This delicious tangy lemon and coriander sea bass it not only super quick and easy to prepare, but also so tasty it will instantly happify your taste buds.
Bucharest and Lebanese food
I’ve been trying to recreate recipes from my favourite Lebanese restaurants in Bucharest for years. Why Bucharest, you may ask… Because there’s quite a large community of very foodie Lebanese that opened up many different restaurants around the city that are as authentic as in Lebanon. As a matter of fact, eight years ago when I travelled to Lebanon, I went on a quest to compare Bucharest Lebanese food with actual Lebanese food. I did that later with places in Vienna, in London, Edinburgh. My conclusion? Bucharest was the only city where Lebanese food tasted 100% authentic.
Lemon, coriander and a secret
Now you know how much of a maniac I am, and if you’ve been on my blog before, you also know my absolute love of Middle Eastern food; how I think it is the most diverse and complete cuisine in the world; and that I would be willing to eat Middle Eastern every day for the rest of my life, etc. The lemon and coriander dish, called Sharhat throughout Lebanese menus in Bucharest has always been one of my favourites. It’s tangy, refreshing, aromatic and somehow takes my taste buds a tad closer to heaven.
The dish itself, Sharhat, is nothing too complicated, but I never quite managed to get it right until a nice waiter told me what the secret was: a stock cube! Since then I’ve been making it from time to time, whenever I miss home and my favourite Lebanese restaurants…
Last Friday night
Last Friday Max and I invited some friends over for dinner and I decided to go with my safest and most diverse menu: Middle Eastern. I made a selection of six (!) different appetizers: hummus, baba ganoush, fattoush salad, arayes, beef in pomegranate sauce (which I nailed, for the first time) and merguez sausages in the famous lemon and coriander sauce. The latter was so popular that the sausage pieces kept disappearing throughout the night, until all thast was left were some remnants of coriander leaves on the sides of the bowl I served the dish in.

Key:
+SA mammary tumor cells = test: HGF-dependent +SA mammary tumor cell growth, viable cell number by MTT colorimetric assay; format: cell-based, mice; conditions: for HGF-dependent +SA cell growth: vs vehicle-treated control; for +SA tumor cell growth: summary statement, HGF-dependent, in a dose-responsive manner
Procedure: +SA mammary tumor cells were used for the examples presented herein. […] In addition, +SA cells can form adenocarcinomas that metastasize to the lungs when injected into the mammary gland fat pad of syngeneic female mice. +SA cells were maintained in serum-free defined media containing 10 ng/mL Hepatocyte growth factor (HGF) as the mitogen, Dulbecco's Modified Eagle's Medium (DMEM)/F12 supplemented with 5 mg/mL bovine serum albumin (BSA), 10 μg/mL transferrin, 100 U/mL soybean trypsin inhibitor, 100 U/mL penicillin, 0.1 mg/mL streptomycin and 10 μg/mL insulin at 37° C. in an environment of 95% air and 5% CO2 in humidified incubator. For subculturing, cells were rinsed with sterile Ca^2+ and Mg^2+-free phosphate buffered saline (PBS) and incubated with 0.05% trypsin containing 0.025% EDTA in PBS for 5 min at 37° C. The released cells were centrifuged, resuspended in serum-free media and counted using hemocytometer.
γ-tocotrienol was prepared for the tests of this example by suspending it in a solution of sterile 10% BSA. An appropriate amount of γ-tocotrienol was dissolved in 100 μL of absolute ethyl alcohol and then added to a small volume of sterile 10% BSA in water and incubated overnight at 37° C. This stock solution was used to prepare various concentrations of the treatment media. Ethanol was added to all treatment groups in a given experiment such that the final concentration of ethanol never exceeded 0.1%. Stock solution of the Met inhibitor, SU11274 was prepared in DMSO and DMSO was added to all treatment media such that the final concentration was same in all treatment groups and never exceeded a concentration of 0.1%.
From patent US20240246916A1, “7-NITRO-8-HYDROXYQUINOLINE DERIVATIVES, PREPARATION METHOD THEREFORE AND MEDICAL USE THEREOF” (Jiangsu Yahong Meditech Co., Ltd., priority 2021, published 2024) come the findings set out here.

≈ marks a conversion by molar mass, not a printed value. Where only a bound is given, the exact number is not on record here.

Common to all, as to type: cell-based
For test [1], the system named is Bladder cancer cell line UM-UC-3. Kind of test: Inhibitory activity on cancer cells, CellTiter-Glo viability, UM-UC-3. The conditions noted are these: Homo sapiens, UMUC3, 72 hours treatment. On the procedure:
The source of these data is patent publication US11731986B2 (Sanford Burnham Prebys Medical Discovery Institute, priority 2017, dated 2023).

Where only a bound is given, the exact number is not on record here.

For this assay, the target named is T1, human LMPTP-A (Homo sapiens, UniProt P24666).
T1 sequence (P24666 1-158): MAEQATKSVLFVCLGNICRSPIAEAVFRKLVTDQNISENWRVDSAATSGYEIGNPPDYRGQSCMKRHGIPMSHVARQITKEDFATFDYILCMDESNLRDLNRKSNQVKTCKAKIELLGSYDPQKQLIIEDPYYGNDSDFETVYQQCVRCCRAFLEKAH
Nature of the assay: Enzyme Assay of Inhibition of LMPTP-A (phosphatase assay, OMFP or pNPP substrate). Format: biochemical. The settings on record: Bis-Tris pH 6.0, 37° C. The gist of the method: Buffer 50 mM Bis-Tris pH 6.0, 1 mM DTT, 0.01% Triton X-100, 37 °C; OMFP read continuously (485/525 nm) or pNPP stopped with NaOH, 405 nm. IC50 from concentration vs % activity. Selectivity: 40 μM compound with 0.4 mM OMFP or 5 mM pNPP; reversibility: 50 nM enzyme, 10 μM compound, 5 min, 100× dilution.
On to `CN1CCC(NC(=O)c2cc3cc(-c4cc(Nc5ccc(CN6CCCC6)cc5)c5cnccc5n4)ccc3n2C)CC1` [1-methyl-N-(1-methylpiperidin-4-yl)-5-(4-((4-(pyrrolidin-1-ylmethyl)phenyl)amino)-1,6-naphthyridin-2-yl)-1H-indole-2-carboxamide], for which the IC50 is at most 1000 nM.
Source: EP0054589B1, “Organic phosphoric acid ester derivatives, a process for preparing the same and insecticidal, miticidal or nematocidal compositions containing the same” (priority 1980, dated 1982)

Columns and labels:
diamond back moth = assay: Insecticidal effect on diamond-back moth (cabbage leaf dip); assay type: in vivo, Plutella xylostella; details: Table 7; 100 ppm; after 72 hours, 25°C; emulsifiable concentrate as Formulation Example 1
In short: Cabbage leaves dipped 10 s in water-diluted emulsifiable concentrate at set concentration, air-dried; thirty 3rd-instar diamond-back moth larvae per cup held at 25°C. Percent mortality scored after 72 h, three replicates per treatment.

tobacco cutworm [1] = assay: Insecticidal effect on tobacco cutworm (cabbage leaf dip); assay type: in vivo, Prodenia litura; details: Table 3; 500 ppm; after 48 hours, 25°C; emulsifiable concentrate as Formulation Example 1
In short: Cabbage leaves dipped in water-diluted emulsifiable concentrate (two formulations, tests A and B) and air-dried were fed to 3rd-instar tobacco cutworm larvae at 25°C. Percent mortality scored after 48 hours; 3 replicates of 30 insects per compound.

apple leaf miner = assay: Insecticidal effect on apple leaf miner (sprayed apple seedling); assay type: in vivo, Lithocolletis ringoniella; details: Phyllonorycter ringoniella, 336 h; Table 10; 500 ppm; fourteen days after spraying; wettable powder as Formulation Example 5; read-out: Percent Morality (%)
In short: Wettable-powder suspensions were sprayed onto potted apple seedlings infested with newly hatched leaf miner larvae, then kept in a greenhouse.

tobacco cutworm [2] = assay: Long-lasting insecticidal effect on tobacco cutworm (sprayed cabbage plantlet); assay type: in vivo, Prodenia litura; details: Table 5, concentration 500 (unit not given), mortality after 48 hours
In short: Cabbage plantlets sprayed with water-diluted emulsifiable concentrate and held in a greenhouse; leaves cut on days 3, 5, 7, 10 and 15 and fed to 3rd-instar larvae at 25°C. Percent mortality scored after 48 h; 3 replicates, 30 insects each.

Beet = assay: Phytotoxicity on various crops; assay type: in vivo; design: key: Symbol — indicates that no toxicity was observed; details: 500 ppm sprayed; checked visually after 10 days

Fish and vitamin C
Because I hadn’t quite had enough of it, yesterday I decided to make it again, this time with a fish twist. The thing is… the sauce can be the star of the dish alone. It’s super fragrant and honestly, if you gave me a spoon, I could just have it as a soup. I had some fresh sea bass fillets that I was sure would go well with the sauce, so I just went for it. However, I didn’t just make the usual lemon and coriander sauce. I pimped it a little, adding some roasted coriander, cumin and fennel seeds for a richer aroma, black mustard seeds for a bit of crunch and turmeric for a bit of colour. I also added fresh mint and parsley, to make it more herbal. All in all I just boosted the vitamin C content in this dish and took the flavours closer to India.
I had enough fish for four portions, which were initially supposed to be yesterday’s and today’s lunches. Because both Max and I liked the dish so much, we just decided to have it for lunch and again for dinner, the same day. I guess you can feel my excitement since I’m posting this recipe one day after we devoured this tastiness!
- 1 tbsp coriander seeds
- 1 tsp cumin seeds
- 1 tsp fennel seeds
- 25g butter
- 1 tbsp black mustard seeds
- 1 large yellow onion, julienned
- 1 organic chicken stock cube
- 750ml water
- 1 tbsp tamarind paste (optional)
- Juice from 5 lemons
- 1 large handful of fresh coriander, finely chopped
- 1 handful of fresh parsley, finely chopped
- 1 handful of fresh mint, finely chopped
- 1 tsp turmeric
- 1/2 tsp chilli powder
- a pinch of salt
- 2 tbsp olive oil
- 4 seabass fillets, skin on
- 4 tbsp pistachios, lightly crushed
- 2 cups of cooked basmati rice
- Start by dry roasting the coriander, cumin and fennel seeds. Add them to a pan (no oil needed) and roast them until they become slightly brown and start releasing a strong aroma. You may want to stir them a bit while they are roasting.
- Once roasted, grind them with a mortar and pestle.
- Melt the butter in a medium sauce pan and add the mustard seeds. Once they start popping, add the onion and sautée until soft and transparent, together with the roasted spices.
- Prepare the stock mixing the cube in hot water. Add it to the onion.
- Add the remaining ingredients and simmer for 15 minutes.
- Heat the olive oil in a grill pan. Once very hot add the sea bass fillets, skin side down, sprinkle with salt and let cook for 6 minutes.
- While the fish is cooking plate the rice and the sauce.
- Remove the pan from the heat, turn the sea bass fillets and leave them in the pan for half a minute.
- Add them to the plate, skin side up and sprinkle crushed pistachios on the skin.
- Serve immediately.
- If you will have this dish spread throughout several meals, you can prepare the sauce and reheat it. However, cook the fish right before serving it to keep the skin crunchy!
Love, happyholism and nom-nom,